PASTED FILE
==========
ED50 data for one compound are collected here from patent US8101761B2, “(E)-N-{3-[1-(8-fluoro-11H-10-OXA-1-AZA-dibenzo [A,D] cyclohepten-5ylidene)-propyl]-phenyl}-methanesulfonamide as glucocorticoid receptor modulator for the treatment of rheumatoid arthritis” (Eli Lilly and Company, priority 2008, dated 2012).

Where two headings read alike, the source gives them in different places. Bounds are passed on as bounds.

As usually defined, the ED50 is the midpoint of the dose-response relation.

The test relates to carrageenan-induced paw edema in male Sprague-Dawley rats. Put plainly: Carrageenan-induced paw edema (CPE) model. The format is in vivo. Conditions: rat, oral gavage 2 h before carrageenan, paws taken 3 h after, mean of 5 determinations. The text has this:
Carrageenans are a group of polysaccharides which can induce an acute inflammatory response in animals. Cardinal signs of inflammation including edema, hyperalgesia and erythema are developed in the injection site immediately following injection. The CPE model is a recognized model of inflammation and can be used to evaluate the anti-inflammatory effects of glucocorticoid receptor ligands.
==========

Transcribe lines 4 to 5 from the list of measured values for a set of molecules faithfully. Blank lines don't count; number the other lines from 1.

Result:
The test relates to carrageenan-induced paw edema in male Sprague-Dawley rats. Put plainly: Carrageenan-induced paw edema (CPE) model. The format is in vivo. Conditions: rat, oral gavage 2 h before carrageenan, paws taken 3 h after, mean of 5 determinations. The text has this:
Carrageenans are a group of polysaccharides which can induce an acute inflammatory response in animals. Cardinal signs of inflammation including edema, hyperalgesia and erythema are developed in the injection site immediately following injection. The CPE model is a recognized model of inflammation and can be used to evaluate the anti-inflammatory effects of glucocorticoid receptor ligands.